Music and arts enthusiasts will get the significance of this photo: Morrin Cooper paying homage to one of his influences, the late-great Chet Baker, extraordinary trumpet player, jazz composer and vocal stylist of the United States.

No one sounds like Chet Baker.  Morrin Cooper, too.

Morrin was of course our much-loved Mayor of Howick from 1974 to 1989, retired undefeated after five terms. Many will know he’s been a professional musician, too, since the 1950s.

He tells many stories regarding his musical involvement, including of tours in the great days of live concert-hall shows, such as trumpeting in the band that backed The Platters in 1959.

The photo is of Morrin at the commemoration plaque of where Chet Baker died in 1988. It’s in Amsterdam, Netherlands. He passed out of a hotel window two storeys up. Morrin later went to the room on a European visit.

The picture of the two great trumpeters is in the Bill Mudgway Studio at East FM in Howick Village, where Morrin Cooper has the highly-recommended Howick-Citing Jazz Show on Sundays at 11am and Mondays at 2pm. The show would be in its 13th year.


Howick-Citing was also the title of  magic jazz group back in the day. He’s also a past-president and life member of the Auckland branch of the NZ Musicians Union, ex-chairman-manager of the Tauranga Big Band, and chair of the Dame Malvina Major Foundation in Auckland.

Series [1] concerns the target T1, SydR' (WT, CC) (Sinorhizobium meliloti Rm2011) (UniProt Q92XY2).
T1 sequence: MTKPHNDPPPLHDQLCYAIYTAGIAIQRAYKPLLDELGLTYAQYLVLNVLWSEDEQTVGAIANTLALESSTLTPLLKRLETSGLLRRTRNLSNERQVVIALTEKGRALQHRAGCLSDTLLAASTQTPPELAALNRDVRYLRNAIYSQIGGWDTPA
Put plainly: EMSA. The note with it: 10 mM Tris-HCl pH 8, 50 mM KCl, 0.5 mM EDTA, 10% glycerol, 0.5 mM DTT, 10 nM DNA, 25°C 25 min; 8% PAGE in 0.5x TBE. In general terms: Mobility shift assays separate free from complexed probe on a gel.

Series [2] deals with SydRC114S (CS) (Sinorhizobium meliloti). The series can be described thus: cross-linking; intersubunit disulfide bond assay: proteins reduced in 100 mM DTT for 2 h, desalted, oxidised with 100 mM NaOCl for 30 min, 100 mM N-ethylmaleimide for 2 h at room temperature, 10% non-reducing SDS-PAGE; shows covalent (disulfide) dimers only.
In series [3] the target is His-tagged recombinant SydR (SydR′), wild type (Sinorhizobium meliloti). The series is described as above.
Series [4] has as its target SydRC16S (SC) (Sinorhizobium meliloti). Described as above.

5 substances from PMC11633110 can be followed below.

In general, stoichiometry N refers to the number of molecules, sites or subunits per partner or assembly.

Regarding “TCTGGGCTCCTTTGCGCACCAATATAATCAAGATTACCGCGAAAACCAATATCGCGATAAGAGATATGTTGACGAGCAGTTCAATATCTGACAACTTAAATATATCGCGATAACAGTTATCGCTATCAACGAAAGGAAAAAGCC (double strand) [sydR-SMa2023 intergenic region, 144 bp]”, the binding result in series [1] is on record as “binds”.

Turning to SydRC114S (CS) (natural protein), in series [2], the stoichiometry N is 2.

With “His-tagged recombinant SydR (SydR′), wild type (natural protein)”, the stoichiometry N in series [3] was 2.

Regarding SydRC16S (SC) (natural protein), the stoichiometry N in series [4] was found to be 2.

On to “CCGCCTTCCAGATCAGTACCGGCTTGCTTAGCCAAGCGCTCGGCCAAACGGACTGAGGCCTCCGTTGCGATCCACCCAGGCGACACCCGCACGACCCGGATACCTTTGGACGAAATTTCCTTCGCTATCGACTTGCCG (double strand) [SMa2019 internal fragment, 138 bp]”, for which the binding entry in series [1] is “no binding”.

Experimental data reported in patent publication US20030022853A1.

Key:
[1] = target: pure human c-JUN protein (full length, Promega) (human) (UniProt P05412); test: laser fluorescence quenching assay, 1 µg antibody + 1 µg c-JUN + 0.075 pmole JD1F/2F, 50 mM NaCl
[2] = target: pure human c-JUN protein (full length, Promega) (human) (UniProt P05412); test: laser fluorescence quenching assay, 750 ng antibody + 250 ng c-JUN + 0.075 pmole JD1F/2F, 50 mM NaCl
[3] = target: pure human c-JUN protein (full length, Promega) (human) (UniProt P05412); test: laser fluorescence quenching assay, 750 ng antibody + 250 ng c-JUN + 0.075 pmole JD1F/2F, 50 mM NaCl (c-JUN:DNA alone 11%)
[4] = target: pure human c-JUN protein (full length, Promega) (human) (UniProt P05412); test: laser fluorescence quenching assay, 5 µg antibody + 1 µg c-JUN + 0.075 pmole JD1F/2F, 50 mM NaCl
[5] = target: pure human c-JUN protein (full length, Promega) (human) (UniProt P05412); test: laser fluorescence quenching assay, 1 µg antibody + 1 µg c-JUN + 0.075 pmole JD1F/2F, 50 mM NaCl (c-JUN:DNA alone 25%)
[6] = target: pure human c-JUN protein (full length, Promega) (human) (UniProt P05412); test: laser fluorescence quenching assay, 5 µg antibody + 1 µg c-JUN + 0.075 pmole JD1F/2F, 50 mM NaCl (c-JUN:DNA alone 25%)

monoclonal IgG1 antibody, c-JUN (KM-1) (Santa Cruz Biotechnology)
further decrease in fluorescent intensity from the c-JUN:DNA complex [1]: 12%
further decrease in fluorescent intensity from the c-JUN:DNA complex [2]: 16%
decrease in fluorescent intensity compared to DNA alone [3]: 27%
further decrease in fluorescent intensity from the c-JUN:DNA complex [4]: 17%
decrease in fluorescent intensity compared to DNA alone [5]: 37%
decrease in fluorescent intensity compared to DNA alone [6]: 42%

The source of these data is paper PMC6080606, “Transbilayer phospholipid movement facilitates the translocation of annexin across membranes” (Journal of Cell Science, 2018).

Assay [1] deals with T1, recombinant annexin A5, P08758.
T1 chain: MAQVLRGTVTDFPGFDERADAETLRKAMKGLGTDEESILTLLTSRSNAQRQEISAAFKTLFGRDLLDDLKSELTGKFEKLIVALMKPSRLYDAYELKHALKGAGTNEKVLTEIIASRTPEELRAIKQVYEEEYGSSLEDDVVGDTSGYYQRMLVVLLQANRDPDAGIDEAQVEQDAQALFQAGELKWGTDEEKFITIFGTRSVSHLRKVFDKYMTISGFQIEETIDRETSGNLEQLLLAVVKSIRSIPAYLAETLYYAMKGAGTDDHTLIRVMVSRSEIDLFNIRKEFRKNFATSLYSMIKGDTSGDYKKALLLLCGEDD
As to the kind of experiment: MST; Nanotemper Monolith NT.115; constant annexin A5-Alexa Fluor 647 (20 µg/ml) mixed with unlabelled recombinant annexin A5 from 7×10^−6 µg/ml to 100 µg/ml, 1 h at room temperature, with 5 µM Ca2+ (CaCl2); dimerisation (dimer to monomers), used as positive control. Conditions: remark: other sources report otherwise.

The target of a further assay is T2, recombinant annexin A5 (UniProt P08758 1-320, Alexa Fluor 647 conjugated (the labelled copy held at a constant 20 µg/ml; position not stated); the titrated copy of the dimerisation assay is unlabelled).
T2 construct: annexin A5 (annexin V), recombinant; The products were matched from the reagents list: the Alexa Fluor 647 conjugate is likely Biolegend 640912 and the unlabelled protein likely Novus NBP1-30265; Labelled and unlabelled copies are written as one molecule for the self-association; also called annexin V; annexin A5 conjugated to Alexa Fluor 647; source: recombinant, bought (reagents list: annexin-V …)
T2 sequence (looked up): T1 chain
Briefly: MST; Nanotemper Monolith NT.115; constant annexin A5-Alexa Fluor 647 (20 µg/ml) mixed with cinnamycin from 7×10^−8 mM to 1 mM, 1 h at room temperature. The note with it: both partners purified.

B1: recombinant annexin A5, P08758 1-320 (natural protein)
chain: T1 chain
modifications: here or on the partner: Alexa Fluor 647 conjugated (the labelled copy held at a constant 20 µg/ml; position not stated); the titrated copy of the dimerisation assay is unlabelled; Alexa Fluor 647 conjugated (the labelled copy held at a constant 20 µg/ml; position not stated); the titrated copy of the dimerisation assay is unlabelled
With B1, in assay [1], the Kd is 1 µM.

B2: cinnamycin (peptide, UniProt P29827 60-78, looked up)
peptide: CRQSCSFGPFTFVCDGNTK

He’s also known for carrying around his pocket trumpet, ready to play Happy Birthday, the song music, at people’s birthday functions he just happens to be attending.

Readers may have noticed, too, that our Morrin has popped up in a bank ad on television recently. “Hello, matey”, he says. 

East FM is official broadcaster for Howick 175th Anniversary Celebrations.

East FM is East Auckland’s dedicated community-powered public service radio station, broadcasting on local frequencies 88.1FM and 107.1FM, at and on app iHeart Radio.

Wikipedia says of Chet Baker:

Chesney Henry “Chet” Baker Jr. (December 23, 1929 – May 13, 1988) was an American jazz trumpeter and vocalist. He’s known for major innovations in cool jazz that led him to be nicknamed the “Prince of Cool”.

Baker earned much attention and critical praise through the 1950s, particularly for albums featuring his vocals: Chet Baker Sings (1954) and It Could Happen to You (1958). Jazz historian Dave Gelly described the promise of Baker’s early career as “James Dean, Sinatra, and Bix, rolled into one”.


Article written by Phil Taylor